Letter: Disintegration of services for the elderly

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The Independent Online
Sir: Last week your news and letter columns vividly described the misery facing the elderly in this country. Those who struggle with its effects, such as your correspondent's father (Letters, 19 August), will be only too aware of the disintegration of services available to the sick and disabled and their carers. As market forces increasingly dominate managerial decisions, the NHS will not only abandon long-term care provision but will also be reluctant to treat patients who may require prolonged hospital admission or attendance to achieve full rehabilitation.

The potential to reverse disability by using a 'medical' model of diagnosis and treatment will be replaced by a 'social' model attempting to maintain such individuals in the community while their capabilities inevitably diminish. From April 1993 local authorities will find both purchasers and providers in the NHS unwilling to acknowledge the 'health' element of disability in the community.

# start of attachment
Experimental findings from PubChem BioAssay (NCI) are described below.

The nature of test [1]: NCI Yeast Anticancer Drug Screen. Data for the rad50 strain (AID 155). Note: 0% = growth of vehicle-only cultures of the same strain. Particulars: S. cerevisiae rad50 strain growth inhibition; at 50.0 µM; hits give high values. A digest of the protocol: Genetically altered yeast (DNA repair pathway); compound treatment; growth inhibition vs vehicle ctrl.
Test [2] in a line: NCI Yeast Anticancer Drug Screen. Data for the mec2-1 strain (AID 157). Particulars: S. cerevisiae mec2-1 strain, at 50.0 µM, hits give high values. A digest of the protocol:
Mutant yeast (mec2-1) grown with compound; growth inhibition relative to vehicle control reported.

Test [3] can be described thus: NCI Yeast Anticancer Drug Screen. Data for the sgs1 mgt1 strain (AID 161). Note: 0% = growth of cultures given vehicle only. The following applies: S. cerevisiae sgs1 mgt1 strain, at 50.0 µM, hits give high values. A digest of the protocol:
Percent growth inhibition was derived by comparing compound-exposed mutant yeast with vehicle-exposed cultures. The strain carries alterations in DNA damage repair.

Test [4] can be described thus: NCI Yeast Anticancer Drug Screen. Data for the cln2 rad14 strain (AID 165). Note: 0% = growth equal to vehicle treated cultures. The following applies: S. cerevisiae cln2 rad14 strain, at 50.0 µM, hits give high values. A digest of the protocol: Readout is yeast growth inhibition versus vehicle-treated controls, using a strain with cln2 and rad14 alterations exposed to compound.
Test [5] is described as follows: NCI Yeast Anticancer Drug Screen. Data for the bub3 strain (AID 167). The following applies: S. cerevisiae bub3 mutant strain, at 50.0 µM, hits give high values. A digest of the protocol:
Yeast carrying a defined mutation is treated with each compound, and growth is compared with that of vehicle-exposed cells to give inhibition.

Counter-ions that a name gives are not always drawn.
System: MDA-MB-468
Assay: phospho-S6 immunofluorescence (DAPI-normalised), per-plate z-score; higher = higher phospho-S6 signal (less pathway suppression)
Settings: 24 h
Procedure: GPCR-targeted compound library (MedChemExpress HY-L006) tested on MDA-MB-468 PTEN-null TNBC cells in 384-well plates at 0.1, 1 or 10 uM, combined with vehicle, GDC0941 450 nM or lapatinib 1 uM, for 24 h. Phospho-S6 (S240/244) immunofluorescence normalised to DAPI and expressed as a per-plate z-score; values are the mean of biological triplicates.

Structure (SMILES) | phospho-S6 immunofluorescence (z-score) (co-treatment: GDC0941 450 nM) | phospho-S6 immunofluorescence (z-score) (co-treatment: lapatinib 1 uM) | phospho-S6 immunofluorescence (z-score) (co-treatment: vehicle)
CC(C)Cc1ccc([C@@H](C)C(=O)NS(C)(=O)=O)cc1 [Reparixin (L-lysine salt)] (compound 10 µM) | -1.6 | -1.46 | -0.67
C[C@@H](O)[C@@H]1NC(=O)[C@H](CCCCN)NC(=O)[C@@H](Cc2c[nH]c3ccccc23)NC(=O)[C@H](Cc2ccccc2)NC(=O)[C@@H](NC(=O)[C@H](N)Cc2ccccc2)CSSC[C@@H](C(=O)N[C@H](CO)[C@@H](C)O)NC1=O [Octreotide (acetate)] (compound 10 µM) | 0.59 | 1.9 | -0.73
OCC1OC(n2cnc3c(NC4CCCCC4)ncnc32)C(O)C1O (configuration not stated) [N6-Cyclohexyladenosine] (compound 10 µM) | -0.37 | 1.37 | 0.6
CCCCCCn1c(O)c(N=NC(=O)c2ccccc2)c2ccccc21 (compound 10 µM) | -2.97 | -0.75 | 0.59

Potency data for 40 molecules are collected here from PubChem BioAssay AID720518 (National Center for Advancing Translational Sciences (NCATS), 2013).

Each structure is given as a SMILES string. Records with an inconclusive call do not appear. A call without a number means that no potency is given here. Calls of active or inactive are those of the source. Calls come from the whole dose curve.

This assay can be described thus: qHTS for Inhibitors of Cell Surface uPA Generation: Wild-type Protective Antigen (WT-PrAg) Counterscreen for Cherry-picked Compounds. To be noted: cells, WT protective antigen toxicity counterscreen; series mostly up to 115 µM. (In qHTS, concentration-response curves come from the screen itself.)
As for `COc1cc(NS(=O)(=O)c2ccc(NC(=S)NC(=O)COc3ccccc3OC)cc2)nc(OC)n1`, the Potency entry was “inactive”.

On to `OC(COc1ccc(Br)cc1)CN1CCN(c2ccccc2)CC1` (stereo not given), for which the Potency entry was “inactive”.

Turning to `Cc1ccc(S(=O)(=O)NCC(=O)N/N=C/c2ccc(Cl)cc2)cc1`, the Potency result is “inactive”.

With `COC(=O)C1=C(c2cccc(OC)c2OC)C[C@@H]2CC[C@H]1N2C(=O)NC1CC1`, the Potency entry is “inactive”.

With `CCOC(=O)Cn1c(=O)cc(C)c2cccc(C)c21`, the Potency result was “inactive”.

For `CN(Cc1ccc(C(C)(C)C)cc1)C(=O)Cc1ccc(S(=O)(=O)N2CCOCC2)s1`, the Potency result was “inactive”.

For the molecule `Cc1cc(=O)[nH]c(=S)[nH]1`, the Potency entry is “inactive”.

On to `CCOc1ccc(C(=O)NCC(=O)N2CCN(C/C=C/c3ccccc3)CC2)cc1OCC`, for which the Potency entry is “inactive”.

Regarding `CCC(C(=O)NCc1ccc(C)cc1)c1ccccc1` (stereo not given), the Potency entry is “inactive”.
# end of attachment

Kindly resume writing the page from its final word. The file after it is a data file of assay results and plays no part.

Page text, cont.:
The resultant increase in those entering residential care, or confined within their homes unneccessarily, will be expensive both financially and in human suffering.

Yours faithfully,

MICHAEL WHITELAW

Consultant and Senior Lecturer in Geriatric Medicine

St George's Hospital Medical School

London, SW17

24 August

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